When I came to London, (it being Sunday about three o'clock in the afternoon,) I thought it improper to go in sermon-time to the King's-head, in the Old Jewry, the house in which my father lived before he retired into the country, but went to the Bell alehouse, (then the British coffee-house,) at the lower end, and desired to be admitted; assuring the master I was but just come on shore. He seeing me in a sea jacket, and hearing me speak in broken English, took me for a Freifrer, and let me in; asking me what countryman I was, and from whence I came? I told him an Englisman, which at first he would scarcely believe, till he recollected me by the questions I asked; namely, who kept the King's-head? Whether John Drury did not keep it some years ago? He told me, that John Drury went to live in the country, and left it to his brother William, who died some time since; and that his widow kept the house. “ How!” said I, “ is William Drury dead ?" “ Yes," answered he, “ and John Drury his brother too died about a year ago." This news so dejected me, that I burst out into tears, and afterwards bemoaned my hard fate before him; by this he perceived who I was, having heard of my being abroad, and of my friends expecting me soon in England. Hereupon he asked me, if my name was not Drury? I answered, it was, and that I had been unfortunate for many years; I was like to continue so, since my father was dead. As an addition to my sorrow, he told me, moreover, that my mother died with grief not long after she heard of our shipwreck, and that my father had married again After sermon I went to the King's-head, where they soon discovered who I was, and were overjoyed to see me; and there I had a full account of our whole family affairs. I found my father had left me two hundred pounds, and also the reversion of a house at Stoke Newington, then in the occupation of Mr Richard Beardsley. I stayed in town till I had visited all the friends I could remember, and then went to Loughborough to see my sister, and other relations, where I met with a very friendly reception, after they imagined I had been lost so many years before.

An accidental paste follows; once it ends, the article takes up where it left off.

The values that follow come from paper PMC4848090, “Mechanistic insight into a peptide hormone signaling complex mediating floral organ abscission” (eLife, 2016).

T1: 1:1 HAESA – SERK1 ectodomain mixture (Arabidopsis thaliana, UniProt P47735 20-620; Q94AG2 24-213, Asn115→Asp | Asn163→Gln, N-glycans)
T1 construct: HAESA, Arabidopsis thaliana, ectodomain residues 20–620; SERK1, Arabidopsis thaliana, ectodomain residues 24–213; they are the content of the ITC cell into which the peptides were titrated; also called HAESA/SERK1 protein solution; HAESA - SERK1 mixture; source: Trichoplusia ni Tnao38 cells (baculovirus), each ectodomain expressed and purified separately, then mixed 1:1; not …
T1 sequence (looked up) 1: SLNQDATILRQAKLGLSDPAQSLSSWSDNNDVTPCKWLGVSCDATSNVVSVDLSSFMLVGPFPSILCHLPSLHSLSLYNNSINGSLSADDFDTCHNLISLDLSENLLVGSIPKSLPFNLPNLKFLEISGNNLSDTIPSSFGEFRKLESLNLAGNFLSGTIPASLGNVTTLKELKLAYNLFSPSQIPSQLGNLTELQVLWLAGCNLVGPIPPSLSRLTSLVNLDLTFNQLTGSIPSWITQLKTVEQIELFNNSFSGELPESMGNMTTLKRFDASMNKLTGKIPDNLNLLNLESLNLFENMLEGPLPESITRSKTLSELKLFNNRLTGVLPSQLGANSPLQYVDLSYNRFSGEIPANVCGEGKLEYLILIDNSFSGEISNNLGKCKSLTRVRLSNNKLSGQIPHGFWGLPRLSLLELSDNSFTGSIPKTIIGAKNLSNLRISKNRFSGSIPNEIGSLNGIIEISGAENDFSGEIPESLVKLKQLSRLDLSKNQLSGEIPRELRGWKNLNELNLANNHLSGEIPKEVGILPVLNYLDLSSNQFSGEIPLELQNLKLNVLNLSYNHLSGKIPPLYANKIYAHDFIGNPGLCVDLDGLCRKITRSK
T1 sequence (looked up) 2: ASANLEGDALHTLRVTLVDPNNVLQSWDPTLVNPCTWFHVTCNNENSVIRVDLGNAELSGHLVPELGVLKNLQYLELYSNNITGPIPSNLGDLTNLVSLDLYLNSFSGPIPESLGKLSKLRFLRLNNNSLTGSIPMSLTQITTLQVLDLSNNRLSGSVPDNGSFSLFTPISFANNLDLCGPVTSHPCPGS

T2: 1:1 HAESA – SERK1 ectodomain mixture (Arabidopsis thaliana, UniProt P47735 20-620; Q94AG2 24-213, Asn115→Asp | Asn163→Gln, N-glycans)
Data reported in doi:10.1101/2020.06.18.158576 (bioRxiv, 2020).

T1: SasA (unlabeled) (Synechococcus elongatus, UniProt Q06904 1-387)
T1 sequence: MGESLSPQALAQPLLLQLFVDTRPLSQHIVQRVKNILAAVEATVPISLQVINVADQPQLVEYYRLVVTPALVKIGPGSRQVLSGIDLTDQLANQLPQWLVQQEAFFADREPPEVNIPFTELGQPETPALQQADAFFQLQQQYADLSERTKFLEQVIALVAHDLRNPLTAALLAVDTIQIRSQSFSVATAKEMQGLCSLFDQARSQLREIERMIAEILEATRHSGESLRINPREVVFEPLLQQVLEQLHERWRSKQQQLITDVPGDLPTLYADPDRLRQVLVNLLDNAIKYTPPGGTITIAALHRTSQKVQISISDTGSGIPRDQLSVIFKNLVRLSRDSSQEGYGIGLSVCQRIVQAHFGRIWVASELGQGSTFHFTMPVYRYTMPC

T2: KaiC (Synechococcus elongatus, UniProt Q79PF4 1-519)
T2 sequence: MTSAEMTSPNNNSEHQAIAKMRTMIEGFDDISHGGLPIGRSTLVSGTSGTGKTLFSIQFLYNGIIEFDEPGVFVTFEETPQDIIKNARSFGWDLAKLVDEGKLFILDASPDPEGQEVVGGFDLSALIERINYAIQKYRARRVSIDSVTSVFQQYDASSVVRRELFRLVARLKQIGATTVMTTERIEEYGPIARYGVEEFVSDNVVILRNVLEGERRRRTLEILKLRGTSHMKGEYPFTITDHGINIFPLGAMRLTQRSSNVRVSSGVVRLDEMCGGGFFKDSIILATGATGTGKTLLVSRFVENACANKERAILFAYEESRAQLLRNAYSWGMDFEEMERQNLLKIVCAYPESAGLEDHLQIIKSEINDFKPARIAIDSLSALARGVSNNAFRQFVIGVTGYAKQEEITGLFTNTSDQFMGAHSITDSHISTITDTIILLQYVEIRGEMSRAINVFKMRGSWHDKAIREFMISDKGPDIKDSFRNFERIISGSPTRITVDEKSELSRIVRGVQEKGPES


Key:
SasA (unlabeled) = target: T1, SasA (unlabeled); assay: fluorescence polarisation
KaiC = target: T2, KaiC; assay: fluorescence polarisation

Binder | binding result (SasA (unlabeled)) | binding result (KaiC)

As soon as I had settled my affairs there, I returned to London. Captain Macket continued still as kind to me as ever, and said he would take care of me if things did not answer my expectations. He asked me to go with him again to Madagascar, but I had then agreed to live with a relation in the capacity of clerk, or bookkeeper. After captain Macket was gone, and things did not answer as I expected, I agreed with captain White, captain Macket's friend, who was bound for Madagascar likewise, to go the voyage with him, and assist him in the trade, which my knowledge of the language and customs of the country had sufficiently qualified me for. So having left all my effects in a friend's hands (except what I thought proper to take with me) I went on board the Mercury, and we sailed from the Downs, September 13, 1718.